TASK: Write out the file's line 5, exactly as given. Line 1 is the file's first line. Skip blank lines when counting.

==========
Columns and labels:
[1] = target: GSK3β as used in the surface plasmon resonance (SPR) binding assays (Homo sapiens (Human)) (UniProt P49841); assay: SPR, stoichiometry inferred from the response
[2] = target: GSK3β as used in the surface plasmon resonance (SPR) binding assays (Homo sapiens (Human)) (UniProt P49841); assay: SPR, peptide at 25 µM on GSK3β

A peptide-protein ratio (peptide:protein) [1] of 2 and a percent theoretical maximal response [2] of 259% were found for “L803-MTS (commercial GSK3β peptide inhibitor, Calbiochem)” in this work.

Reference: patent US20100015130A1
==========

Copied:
Reference: patent US20100015130A1